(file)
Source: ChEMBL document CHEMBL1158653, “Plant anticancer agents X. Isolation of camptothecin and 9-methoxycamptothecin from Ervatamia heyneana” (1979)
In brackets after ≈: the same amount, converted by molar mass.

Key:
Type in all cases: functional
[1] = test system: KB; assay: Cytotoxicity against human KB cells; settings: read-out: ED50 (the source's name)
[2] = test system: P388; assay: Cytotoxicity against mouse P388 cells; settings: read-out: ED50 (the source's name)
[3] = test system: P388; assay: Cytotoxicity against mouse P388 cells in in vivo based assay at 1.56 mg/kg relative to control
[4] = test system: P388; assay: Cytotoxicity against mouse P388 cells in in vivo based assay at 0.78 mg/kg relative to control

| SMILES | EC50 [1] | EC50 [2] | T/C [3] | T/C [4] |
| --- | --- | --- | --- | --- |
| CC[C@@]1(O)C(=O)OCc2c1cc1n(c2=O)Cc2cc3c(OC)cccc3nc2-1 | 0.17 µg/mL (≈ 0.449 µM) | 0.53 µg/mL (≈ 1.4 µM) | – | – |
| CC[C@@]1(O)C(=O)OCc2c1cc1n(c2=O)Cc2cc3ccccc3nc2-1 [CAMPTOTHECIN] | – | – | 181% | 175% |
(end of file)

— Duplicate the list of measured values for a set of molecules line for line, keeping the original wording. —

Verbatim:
Source: ChEMBL document CHEMBL1158653, “Plant anticancer agents X. Isolation of camptothecin and 9-methoxycamptothecin from Ervatamia heyneana” (1979)
In brackets after ≈: the same amount, converted by molar mass.

Key:
Type in all cases: functional
[1] = test system: KB; assay: Cytotoxicity against human KB cells; settings: read-out: ED50 (the source's name)
[2] = test system: P388; assay: Cytotoxicity against mouse P388 cells; settings: read-out: ED50 (the source's name)
[3] = test system: P388; assay: Cytotoxicity against mouse P388 cells in in vivo based assay at 1.56 mg/kg relative to control
[4] = test system: P388; assay: Cytotoxicity against mouse P388 cells in in vivo based assay at 0.78 mg/kg relative to control

| SMILES | EC50 [1] | EC50 [2] | T/C [3] | T/C [4] |
| --- | --- | --- | --- | --- |
| CC[C@@]1(O)C(=O)OCc2c1cc1n(c2=O)Cc2cc3c(OC)cccc3nc2-1 | 0.17 µg/mL (≈ 0.449 µM) | 0.53 µg/mL (≈ 1.4 µM) | – | – |
| CC[C@@]1(O)C(=O)OCc2c1cc1n(c2=O)Cc2cc3ccccc3nc2-1 [CAMPTOTHECIN] | – | – | 181% | 175% |